Trump may drop Iraq in new travel ban order expected soon
A US official said the State Department was confident Iraq would not appear, while a congressional aide said Iraq would be removed following conversations among White House advisers.
Reuters Washington, DC, United States
Mar 02, 2017, 03.42 AM
Senior cabinet members have lobbied President Donald Trump to remove Iraq from a list of seven Muslim-majority nations included in an initial travel ban, and an administration official said the country likely would not appear on a new executive order expected soon.
Defense Secretary Jim Mattis, national security adviser H.R. McMaster, Secretary of State Rex Tillerson and Homeland Security chief John Kelly all made the case to Trump to remove Iraq because of ongoing US military and civilian operations in the country, according to three US officials who said the Cabinet members made the case separately at recent meetings.
An administration official said the new executive order would likely exclude Iraq. Another US official said the State Department was confident Iraq would not appear, while a congressional aide said Iraq would be removed following conversations among White House advisers on Tuesday. When asked whether Iraq would be left out of the revised order, the White House said it did not have any announcements on the executive order right now.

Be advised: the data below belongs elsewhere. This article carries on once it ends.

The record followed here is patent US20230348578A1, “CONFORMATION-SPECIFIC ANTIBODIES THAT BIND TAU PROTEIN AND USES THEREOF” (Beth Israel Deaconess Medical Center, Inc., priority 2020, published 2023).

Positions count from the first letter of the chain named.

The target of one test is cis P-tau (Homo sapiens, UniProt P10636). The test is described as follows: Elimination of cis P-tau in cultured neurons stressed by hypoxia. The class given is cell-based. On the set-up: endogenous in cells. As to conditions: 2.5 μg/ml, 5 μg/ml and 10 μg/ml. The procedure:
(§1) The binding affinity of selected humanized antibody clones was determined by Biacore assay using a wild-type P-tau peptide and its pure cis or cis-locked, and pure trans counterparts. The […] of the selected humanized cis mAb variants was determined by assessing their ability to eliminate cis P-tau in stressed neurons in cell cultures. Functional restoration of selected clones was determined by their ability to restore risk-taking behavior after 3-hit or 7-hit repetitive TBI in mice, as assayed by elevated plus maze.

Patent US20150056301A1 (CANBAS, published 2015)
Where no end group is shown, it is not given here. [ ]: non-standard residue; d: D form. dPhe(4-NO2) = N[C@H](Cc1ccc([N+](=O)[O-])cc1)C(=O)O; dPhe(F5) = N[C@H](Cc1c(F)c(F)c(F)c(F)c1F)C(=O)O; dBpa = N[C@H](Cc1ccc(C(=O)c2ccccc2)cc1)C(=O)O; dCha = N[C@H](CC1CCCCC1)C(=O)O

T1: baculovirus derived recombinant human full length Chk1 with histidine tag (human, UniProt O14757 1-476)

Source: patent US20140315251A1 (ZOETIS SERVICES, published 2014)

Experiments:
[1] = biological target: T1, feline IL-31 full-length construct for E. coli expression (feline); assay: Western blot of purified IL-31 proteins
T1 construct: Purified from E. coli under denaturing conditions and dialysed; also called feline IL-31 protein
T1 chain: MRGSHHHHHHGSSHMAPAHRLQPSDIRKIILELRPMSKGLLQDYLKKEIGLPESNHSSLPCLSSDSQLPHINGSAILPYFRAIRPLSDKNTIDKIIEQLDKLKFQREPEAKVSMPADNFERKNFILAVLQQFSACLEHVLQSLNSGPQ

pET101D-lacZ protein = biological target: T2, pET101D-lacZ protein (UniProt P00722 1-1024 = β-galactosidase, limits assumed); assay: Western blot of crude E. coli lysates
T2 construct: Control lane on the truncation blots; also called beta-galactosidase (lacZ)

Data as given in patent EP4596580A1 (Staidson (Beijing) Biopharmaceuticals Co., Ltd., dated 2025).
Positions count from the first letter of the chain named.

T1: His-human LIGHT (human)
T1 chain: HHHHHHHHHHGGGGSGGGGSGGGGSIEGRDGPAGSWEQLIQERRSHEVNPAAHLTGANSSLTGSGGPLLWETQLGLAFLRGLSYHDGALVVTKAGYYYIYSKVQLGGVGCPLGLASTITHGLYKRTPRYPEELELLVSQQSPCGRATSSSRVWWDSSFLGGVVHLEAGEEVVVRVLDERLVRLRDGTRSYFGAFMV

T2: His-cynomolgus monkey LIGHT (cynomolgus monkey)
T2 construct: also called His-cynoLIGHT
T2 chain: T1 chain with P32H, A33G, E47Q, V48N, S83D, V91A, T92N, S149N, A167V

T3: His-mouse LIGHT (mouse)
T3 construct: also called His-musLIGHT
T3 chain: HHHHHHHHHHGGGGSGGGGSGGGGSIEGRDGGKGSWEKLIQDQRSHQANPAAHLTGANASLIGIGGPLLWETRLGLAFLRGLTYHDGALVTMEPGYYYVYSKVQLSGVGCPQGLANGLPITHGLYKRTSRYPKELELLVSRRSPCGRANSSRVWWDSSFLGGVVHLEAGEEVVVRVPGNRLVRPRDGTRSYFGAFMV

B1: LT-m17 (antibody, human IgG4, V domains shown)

A White House official said the order was likely to come on next Monday. Federal courts blocked Trump's January 27 executive order that temporarily barred travellers from Iran, Iraq, Libya, Somalia, Sudan, Syria and Yemen.
Trump has said the travel limitations were necessary to protect the United States from attacks by Islamist militants. Americans were deeply divided over the measure, which had some support but stirred national protests and were condemned by prominent US companies and allies.
There are currently 5,200 American troops deployed in Iraq to assist Iraqi and Kurdish forces in retaking Mosul - the last city in Iraq under the control of Islamic State militants. Iraqis have fought alongside US troops for years and have worked as translators. Many Iraqis have resettled in the United States following threats over their affiliation with US troops.
The United States also relies on Iraq to provide visas for a substantial contracting force that supports the US military presence. Iraqi Prime Minister Haider al-Abadi had asked Trump to lift the ban on people from his country during their first phone call on February 10, resisting calls from influential pro-Iranian Shi'ite politicians to retaliate against the ban.